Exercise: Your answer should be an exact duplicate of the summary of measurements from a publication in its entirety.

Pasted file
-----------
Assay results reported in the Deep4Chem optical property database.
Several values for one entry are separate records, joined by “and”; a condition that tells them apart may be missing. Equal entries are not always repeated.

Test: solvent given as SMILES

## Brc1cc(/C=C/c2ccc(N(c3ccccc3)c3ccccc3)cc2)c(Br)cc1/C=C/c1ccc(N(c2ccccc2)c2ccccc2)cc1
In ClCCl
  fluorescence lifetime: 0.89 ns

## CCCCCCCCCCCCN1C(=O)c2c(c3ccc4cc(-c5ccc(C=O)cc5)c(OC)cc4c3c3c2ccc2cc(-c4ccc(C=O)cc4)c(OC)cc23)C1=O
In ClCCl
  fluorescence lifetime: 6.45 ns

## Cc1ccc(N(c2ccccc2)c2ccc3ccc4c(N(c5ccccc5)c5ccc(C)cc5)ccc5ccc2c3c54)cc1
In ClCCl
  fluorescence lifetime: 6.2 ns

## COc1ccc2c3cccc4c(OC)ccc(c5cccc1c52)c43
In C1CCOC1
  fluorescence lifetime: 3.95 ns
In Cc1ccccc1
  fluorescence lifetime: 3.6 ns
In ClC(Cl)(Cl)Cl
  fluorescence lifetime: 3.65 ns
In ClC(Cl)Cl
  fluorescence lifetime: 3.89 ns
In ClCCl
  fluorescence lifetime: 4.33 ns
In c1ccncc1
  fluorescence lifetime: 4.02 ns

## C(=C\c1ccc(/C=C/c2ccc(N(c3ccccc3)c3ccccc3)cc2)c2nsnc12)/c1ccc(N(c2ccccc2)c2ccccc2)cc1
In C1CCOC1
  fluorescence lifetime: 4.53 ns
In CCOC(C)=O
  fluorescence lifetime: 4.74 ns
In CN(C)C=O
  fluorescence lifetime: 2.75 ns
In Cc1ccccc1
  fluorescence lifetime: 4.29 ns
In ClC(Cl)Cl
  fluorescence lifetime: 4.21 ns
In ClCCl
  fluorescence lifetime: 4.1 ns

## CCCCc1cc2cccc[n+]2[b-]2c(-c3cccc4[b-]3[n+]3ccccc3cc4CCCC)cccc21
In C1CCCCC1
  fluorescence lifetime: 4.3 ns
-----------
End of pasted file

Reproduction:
Assay results reported in the Deep4Chem optical property database.
Several values for one entry are separate records, joined by “and”; a condition that tells them apart may be missing. Equal entries are not always repeated.

Test: solvent given as SMILES

## Brc1cc(/C=C/c2ccc(N(c3ccccc3)c3ccccc3)cc2)c(Br)cc1/C=C/c1ccc(N(c2ccccc2)c2ccccc2)cc1
In ClCCl
  fluorescence lifetime: 0.89 ns

## CCCCCCCCCCCCN1C(=O)c2c(c3ccc4cc(-c5ccc(C=O)cc5)c(OC)cc4c3c3c2ccc2cc(-c4ccc(C=O)cc4)c(OC)cc23)C1=O
In ClCCl
  fluorescence lifetime: 6.45 ns

## Cc1ccc(N(c2ccccc2)c2ccc3ccc4c(N(c5ccccc5)c5ccc(C)cc5)ccc5ccc2c3c54)cc1
In ClCCl
  fluorescence lifetime: 6.2 ns

## COc1ccc2c3cccc4c(OC)ccc(c5cccc1c52)c43
In C1CCOC1
  fluorescence lifetime: 3.95 ns
In Cc1ccccc1
  fluorescence lifetime: 3.6 ns
In ClC(Cl)(Cl)Cl
  fluorescence lifetime: 3.65 ns
In ClC(Cl)Cl
  fluorescence lifetime: 3.89 ns
In ClCCl
  fluorescence lifetime: 4.33 ns
In c1ccncc1
  fluorescence lifetime: 4.02 ns

## C(=C\c1ccc(/C=C/c2ccc(N(c3ccccc3)c3ccccc3)cc2)c2nsnc12)/c1ccc(N(c2ccccc2)c2ccccc2)cc1
In C1CCOC1
  fluorescence lifetime: 4.53 ns
In CCOC(C)=O
  fluorescence lifetime: 4.74 ns
In CN(C)C=O
  fluorescence lifetime: 2.75 ns
In Cc1ccccc1
  fluorescence lifetime: 4.29 ns
In ClC(Cl)Cl
  fluorescence lifetime: 4.21 ns
In ClCCl
  fluorescence lifetime: 4.1 ns

## CCCCc1cc2cccc[n+]2[b-]2c(-c3cccc4[b-]3[n+]3ccccc3cc4CCCC)cccc21
In C1CCCCC1
  fluorescence lifetime: 4.3 ns